WI: Trapper hit with citation after harming goose
April 2, 2010
Wild goose chase leads to beaver trapping lessons
RIVER FALLS - What began as two women trying to help a wild goose, ended
in a fine for one man and a lesson for everyone in beaver trapping.
Friends and fellow University of Wisconsin-River Falls students Daria
Sylvan and Janna Grassel became concerned last Wednesday evening after they
found and freed a goose from a metal trap that had been underwater in the
They lay the goose, which had a mangled leg and was in shock, on the bank
of the river and called police, presuming they should tell someone about the
trap. While the women talked with police, the goose slid into the water and
attempted to swim.
People across the river signaled it was over there. The group sought but
did not find the goose. Sylvan said she wanted to take the goose to a rehab
center; police mentioned possibly "destroying" it.
"I just want the citizens to know the potential danger that lies in the
Kinni," Sylvan said in an e-mail after the incident. "I myself have kayaked
there.I want this to be known so no one gets hurt." Police called area DNR
Warden Brad Peterson, who came the next day to inspect the trap. He knew the
DNR was not trapping in the area, and city Planner Tony Steiner said River
Falls had not contracted with anyone for wildlife control.
Peterson found the underwater trap, which was properly set, attached to a
bait bag and marked, as the law requires.
"Traps are required to be tagged," Peterson said.
The tag enabled police to trace the trap back to UW-River Falls student
from Colfax, Tryston Beyrer. According to the police report, Beyrer
explained that he'd seen evidence of beaver activity in the area while doing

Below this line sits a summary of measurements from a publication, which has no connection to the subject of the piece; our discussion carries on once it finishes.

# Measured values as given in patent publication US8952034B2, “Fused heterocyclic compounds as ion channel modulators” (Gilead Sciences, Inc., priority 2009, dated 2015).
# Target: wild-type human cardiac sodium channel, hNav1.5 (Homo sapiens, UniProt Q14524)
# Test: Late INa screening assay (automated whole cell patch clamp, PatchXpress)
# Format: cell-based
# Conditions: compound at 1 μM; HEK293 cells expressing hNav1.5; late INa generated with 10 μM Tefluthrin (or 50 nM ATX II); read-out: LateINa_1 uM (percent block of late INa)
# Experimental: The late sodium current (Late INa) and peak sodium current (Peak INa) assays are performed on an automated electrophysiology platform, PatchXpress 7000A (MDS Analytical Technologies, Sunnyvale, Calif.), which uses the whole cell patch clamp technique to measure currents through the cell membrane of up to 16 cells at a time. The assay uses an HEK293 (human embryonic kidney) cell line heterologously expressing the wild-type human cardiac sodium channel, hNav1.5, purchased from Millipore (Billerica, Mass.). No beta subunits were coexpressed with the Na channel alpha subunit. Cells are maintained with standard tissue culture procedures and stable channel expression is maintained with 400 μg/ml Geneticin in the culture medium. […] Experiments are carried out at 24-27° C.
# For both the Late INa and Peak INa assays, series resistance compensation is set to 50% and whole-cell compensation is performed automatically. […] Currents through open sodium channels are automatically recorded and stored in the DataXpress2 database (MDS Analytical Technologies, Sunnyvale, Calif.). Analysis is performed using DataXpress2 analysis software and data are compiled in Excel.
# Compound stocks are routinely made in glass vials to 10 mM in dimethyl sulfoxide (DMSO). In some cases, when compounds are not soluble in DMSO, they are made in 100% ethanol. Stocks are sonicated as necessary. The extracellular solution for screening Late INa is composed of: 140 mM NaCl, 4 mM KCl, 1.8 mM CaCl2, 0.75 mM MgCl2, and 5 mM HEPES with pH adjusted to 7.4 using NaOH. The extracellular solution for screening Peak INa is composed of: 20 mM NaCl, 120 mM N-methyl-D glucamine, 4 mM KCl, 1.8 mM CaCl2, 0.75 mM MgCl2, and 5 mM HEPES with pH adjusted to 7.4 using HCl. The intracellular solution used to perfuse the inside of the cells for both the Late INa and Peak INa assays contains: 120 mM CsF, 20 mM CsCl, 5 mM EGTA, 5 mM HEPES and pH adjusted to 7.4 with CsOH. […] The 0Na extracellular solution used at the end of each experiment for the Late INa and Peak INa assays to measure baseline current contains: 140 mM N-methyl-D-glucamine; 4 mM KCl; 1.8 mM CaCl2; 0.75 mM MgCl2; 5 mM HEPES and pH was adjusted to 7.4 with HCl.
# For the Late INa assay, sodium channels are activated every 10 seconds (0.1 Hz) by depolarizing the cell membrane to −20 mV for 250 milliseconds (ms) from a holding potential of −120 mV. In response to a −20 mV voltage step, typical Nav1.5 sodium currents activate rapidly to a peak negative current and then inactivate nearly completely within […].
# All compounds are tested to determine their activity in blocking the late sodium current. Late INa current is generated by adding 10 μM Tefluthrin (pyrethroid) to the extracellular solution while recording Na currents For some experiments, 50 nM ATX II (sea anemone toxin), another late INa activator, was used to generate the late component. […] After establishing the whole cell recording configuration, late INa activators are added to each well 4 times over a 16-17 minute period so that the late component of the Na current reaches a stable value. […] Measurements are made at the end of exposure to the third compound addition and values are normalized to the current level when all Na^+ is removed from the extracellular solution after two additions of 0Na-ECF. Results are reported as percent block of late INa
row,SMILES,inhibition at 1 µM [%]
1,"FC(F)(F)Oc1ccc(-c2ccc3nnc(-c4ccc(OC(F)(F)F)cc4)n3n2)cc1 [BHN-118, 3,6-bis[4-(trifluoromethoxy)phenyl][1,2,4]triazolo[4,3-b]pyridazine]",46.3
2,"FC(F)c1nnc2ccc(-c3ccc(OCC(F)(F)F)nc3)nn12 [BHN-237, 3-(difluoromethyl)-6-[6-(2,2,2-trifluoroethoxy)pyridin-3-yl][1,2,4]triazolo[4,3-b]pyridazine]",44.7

some water research.
The report said, "Tryston stated that he was diligent in researching DNR
laws and has a lot of experience in setting traps;" he thought that would be
a good spot.
Beyrer did not realize a city law (9.24.010) prohibits anyone from
setting traps within city limits that are bigger than 1 1/2 inches. It
specifically states concern about the injury of animals.
Police issued Beyrer a non-criminal citation that will cost him $114.
Peterson commented to police that the trap was not well placed but was
legal according to DNR standards. Police met with Beyrer to discuss trapping
parameters and alternative methods like box traps.
Most involved with the case acknowledge public apprehension about having
traps in a river people use so much for recreation. However, underwater
traps may only be set during legal trapping season, and in most cases, the
trapper needs a landowner's permission to set them.
Beaver-trapping season starts early November and ends March 31. It's
almost the same time frame for muskrat and otter, though trapping the latter
requires a permit.
The River Falls (Wis.) Journal is owned by Forum Communications Co.
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